This should help protect against overflow, and it should slightly increase performance.

The logic is all tied into a boolean expression that will always return 1. It’s important to note how the values of j and k are initialized at the beginning of the function.

The “(x = y)|1” expression is used to handle the case where y = 0. We still want the assignment to evaluate as true, so the bitwise “OR 1” is appended to the expression.

Using proper control structures, the return statement’s logic could be rewritten as follows:

I’m not entirely convinced the compiler will not break up this mess and generate branching code. Maybe someone more familiar with this sort of thing has some insight?

And just for fun, here’s a golf’d version of basically the same algorithm. the assignment ordering is a little different since we don’t have the wide variable placeholders j and k. it’s also not quite as safe since the types are all implicitly declared “int”, so you can easily overflow.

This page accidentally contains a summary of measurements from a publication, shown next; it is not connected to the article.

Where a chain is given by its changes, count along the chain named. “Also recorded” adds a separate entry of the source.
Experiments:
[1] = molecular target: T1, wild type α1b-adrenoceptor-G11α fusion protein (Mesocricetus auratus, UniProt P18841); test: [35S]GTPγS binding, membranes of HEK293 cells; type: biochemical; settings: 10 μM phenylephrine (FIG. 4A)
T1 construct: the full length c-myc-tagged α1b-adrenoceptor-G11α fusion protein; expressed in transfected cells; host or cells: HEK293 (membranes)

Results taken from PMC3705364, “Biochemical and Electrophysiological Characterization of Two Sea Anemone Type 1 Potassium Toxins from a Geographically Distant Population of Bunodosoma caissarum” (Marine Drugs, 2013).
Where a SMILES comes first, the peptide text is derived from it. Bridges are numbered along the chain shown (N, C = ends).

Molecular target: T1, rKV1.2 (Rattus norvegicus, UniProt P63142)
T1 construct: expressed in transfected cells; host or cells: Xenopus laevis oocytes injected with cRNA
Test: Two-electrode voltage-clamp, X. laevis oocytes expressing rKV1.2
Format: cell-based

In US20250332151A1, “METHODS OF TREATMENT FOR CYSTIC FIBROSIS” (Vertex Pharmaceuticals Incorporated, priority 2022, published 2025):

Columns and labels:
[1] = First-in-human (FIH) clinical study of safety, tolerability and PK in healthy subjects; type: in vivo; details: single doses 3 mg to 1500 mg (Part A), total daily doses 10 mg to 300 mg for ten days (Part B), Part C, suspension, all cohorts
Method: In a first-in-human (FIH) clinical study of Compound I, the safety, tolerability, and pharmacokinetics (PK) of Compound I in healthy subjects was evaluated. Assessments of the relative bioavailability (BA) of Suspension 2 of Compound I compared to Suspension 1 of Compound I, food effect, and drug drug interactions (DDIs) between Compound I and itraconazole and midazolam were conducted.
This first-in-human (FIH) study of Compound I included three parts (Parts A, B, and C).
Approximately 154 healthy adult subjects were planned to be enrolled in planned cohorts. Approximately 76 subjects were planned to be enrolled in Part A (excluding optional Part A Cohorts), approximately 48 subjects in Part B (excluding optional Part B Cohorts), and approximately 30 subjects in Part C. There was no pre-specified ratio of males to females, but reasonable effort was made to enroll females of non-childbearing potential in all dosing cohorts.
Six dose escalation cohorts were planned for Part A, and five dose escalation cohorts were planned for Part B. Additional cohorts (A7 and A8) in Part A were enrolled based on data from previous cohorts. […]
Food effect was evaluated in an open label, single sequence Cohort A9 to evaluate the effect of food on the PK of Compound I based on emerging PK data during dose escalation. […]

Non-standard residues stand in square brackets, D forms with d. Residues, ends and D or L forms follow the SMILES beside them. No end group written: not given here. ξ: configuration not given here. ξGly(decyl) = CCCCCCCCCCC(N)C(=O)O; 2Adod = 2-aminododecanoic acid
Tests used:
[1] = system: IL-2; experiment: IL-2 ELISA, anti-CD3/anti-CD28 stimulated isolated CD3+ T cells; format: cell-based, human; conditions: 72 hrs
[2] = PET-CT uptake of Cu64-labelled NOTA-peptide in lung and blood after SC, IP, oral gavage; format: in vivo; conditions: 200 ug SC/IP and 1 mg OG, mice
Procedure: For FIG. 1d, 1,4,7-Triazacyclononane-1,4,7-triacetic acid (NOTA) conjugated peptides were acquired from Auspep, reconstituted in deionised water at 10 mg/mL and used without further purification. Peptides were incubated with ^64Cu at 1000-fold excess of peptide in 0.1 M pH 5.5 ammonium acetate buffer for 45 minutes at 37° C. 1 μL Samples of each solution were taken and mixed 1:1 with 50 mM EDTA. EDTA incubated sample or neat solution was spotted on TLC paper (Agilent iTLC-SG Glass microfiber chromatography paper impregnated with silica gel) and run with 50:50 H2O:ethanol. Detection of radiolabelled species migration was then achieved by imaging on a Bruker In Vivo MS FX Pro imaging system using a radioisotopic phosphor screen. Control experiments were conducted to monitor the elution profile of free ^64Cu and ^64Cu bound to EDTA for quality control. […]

However, it is valid C code (built using cygwin, gcc 4.3.4), and it works correctly assuming the absolute value of each input is less than sqrt(2^31-1)/2.

Branch-free algorithm for computing sum of squares of two largest of three values (with non-golf’d test code):

As long as your (ab)using short circut behavior of logical expressions, you might as well go all the way and (ab)use the fact that logical expressions have integer values (1 for true, 0 for false) and integers have logical values (false for 0, true for non-zero):

I believe the equivalent C code would be:

f(x,y,x){return(x>=y&z>=y)*(x*x+z*z)||(x>=z)*(x*x+y*y)|| y*y+z*z}

[/sourcecodde]

Here is a short java method to achieve the same –

public static int sumOfSquares(int a, int b, int c)

{

int min = (a<b)?((a<c)?a:(c<b)?c:c):((b<c)?b:c);

//System.out.println("min : "+min);

return (int) (Math.pow(a, 2)+Math.pow(b, 2)+Math.pow(c, 2)-Math.pow(min, 2));

}

Wow I feel like a doofus, Mike. Your approach is so much more clean and simple!

By the way, I do use the integer value of C’s logical expressions in the arithmetic of the return statement, I just force the expression to always evaluate to true.